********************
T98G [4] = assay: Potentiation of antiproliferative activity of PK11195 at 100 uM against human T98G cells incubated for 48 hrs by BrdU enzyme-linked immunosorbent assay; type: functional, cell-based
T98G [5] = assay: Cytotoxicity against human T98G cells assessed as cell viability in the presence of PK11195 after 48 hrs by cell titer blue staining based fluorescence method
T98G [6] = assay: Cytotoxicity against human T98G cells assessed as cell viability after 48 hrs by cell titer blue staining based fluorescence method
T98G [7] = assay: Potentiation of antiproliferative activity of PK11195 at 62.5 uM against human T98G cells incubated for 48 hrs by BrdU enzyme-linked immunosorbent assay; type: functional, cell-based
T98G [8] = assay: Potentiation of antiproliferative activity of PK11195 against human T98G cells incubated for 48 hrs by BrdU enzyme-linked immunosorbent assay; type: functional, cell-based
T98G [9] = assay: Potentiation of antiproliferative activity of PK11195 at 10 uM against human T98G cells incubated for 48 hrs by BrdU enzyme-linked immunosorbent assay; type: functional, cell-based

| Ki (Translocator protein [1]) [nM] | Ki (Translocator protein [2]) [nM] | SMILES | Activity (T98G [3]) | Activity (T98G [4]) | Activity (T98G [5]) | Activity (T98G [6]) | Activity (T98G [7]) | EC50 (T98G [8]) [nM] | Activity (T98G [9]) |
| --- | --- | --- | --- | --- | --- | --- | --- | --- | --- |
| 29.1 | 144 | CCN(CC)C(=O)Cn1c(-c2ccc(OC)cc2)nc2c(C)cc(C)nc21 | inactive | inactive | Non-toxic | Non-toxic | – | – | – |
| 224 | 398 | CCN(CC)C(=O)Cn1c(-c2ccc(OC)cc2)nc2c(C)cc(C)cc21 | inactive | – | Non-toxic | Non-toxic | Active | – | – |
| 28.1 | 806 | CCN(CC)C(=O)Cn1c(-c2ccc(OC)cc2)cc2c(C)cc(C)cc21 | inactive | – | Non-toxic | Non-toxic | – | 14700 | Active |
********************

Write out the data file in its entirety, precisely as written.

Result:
T98G [4] = assay: Potentiation of antiproliferative activity of PK11195 at 100 uM against human T98G cells incubated for 48 hrs by BrdU enzyme-linked immunosorbent assay; type: functional, cell-based
T98G [5] = assay: Cytotoxicity against human T98G cells assessed as cell viability in the presence of PK11195 after 48 hrs by cell titer blue staining based fluorescence method
T98G [6] = assay: Cytotoxicity against human T98G cells assessed as cell viability after 48 hrs by cell titer blue staining based fluorescence method
T98G [7] = assay: Potentiation of antiproliferative activity of PK11195 at 62.5 uM against human T98G cells incubated for 48 hrs by BrdU enzyme-linked immunosorbent assay; type: functional, cell-based
T98G [8] = assay: Potentiation of antiproliferative activity of PK11195 against human T98G cells incubated for 48 hrs by BrdU enzyme-linked immunosorbent assay; type: functional, cell-based
T98G [9] = assay: Potentiation of antiproliferative activity of PK11195 at 10 uM against human T98G cells incubated for 48 hrs by BrdU enzyme-linked immunosorbent assay; type: functional, cell-based

| Ki (Translocator protein [1]) [nM] | Ki (Translocator protein [2]) [nM] | SMILES | Activity (T98G [3]) | Activity (T98G [4]) | Activity (T98G [5]) | Activity (T98G [6]) | Activity (T98G [7]) | EC50 (T98G [8]) [nM] | Activity (T98G [9]) |
| --- | --- | --- | --- | --- | --- | --- | --- | --- | --- |
| 29.1 | 144 | CCN(CC)C(=O)Cn1c(-c2ccc(OC)cc2)nc2c(C)cc(C)nc21 | inactive | inactive | Non-toxic | Non-toxic | – | – | – |
| 224 | 398 | CCN(CC)C(=O)Cn1c(-c2ccc(OC)cc2)nc2c(C)cc(C)cc21 | inactive | – | Non-toxic | Non-toxic | Active | – | – |
| 28.1 | 806 | CCN(CC)C(=O)Cn1c(-c2ccc(OC)cc2)cc2c(C)cc(C)cc21 | inactive | – | Non-toxic | Non-toxic | – | 14700 | Active |